Scott said he's shipped about 50 of the $149.95 packages in the last two weeks, with sales spiking in the three days since officials said a patient in Dallas had been diagnosed with Ebola. While he's since found new supplies of the kits, which include respirators, eye protection, gloves and biohazard bags, Scott said any spread of the disease could again send him scrambling to locate more inventory.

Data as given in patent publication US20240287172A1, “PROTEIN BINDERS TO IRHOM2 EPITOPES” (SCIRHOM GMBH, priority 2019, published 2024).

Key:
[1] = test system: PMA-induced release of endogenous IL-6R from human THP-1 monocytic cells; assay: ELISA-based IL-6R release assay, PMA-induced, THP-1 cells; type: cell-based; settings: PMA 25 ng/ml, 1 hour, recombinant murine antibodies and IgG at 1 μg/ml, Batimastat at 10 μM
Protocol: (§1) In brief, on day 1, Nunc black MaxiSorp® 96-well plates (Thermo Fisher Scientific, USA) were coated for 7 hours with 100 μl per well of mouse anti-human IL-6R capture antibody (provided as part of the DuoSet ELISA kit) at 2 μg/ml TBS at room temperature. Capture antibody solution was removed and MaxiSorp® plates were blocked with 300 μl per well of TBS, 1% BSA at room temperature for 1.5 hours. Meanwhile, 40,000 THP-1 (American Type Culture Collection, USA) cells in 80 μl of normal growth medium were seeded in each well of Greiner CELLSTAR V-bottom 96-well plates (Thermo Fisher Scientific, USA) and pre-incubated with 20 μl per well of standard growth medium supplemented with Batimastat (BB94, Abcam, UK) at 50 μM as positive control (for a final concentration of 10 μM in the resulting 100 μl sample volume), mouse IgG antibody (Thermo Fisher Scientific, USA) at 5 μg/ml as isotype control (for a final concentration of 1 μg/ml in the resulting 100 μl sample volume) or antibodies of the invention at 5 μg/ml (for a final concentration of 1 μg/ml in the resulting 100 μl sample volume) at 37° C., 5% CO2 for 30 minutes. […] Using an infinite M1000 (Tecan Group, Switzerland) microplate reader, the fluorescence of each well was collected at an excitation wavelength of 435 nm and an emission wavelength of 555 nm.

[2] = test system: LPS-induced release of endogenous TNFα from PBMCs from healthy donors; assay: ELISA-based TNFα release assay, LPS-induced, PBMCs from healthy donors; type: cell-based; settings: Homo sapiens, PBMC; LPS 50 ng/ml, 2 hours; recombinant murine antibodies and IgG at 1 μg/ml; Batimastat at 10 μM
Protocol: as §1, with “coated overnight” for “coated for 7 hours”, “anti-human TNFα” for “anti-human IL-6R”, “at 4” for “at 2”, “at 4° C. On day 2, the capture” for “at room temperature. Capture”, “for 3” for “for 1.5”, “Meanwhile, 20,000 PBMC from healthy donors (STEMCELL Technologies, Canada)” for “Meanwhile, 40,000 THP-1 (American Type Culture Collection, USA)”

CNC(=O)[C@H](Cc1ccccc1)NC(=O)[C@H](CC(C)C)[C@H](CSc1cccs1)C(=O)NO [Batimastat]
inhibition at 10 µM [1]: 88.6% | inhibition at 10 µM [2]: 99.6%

"People don't tend to think about these things until they're in the headlines, then they panic-buy," said Scott, who founded Chicago-based LifeSecure in 2005. "If you wait until a pandemic happens, the supply dries up very quickly."
His business isn't the only one that's booming in the wake of the U.S. arrival of the deadly infectious disease ravaging West Africa. Since the first case diagnosed outside of Africa was announced earlier this week, fears of a wider outbreak have been boosting sales of disaster-preparedness supplies from rubber gloves to surgical masks and plastic suits.